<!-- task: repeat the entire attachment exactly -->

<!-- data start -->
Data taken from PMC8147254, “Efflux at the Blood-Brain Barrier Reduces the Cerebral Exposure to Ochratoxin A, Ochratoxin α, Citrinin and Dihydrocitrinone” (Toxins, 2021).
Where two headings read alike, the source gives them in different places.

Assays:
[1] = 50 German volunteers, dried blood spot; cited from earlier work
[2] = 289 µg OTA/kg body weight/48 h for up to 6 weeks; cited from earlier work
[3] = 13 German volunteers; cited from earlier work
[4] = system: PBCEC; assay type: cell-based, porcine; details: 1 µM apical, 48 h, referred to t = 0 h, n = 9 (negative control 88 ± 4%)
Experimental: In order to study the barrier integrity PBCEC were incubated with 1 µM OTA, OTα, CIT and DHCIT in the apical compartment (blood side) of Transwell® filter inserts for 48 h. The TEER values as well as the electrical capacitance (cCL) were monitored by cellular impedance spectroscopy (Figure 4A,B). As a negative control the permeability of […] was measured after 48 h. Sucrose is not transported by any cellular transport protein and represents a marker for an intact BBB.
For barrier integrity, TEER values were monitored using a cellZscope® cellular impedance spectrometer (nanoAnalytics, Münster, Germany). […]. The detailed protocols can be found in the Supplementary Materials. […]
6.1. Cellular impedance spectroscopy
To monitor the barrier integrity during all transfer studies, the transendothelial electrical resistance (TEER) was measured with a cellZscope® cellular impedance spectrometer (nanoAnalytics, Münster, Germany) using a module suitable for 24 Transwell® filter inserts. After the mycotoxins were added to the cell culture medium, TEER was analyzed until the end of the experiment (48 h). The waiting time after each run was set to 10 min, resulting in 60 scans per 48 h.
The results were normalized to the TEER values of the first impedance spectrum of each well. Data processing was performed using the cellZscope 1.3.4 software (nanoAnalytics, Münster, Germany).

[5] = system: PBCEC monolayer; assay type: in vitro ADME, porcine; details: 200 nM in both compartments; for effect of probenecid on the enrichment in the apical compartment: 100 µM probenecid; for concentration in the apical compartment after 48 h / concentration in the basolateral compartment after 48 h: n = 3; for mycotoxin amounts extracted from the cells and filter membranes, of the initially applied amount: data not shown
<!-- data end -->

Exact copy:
Data taken from PMC8147254, “Efflux at the Blood-Brain Barrier Reduces the Cerebral Exposure to Ochratoxin A, Ochratoxin α, Citrinin and Dihydrocitrinone” (Toxins, 2021).
Where two headings read alike, the source gives them in different places.

Assays:
[1] = 50 German volunteers, dried blood spot; cited from earlier work
[2] = 289 µg OTA/kg body weight/48 h for up to 6 weeks; cited from earlier work
[3] = 13 German volunteers; cited from earlier work
[4] = system: PBCEC; assay type: cell-based, porcine; details: 1 µM apical, 48 h, referred to t = 0 h, n = 9 (negative control 88 ± 4%)
Experimental: In order to study the barrier integrity PBCEC were incubated with 1 µM OTA, OTα, CIT and DHCIT in the apical compartment (blood side) of Transwell® filter inserts for 48 h. The TEER values as well as the electrical capacitance (cCL) were monitored by cellular impedance spectroscopy (Figure 4A,B). As a negative control the permeability of […] was measured after 48 h. Sucrose is not transported by any cellular transport protein and represents a marker for an intact BBB.
For barrier integrity, TEER values were monitored using a cellZscope® cellular impedance spectrometer (nanoAnalytics, Münster, Germany). […]. The detailed protocols can be found in the Supplementary Materials. […]
6.1. Cellular impedance spectroscopy
To monitor the barrier integrity during all transfer studies, the transendothelial electrical resistance (TEER) was measured with a cellZscope® cellular impedance spectrometer (nanoAnalytics, Münster, Germany) using a module suitable for 24 Transwell® filter inserts. After the mycotoxins were added to the cell culture medium, TEER was analyzed until the end of the experiment (48 h). The waiting time after each run was set to 10 min, resulting in 60 scans per 48 h.
The results were normalized to the TEER values of the first impedance spectrum of each well. Data processing was performed using the cellZscope 1.3.4 software (nanoAnalytics, Münster, Germany).

[5] = system: PBCEC monolayer; assay type: in vitro ADME, porcine; details: 200 nM in both compartments; for effect of probenecid on the enrichment in the apical compartment: 100 µM probenecid; for concentration in the apical compartment after 48 h / concentration in the basolateral compartment after 48 h: n = 3; for mycotoxin amounts extracted from the cells and filter membranes, of the initially applied amount: data not shown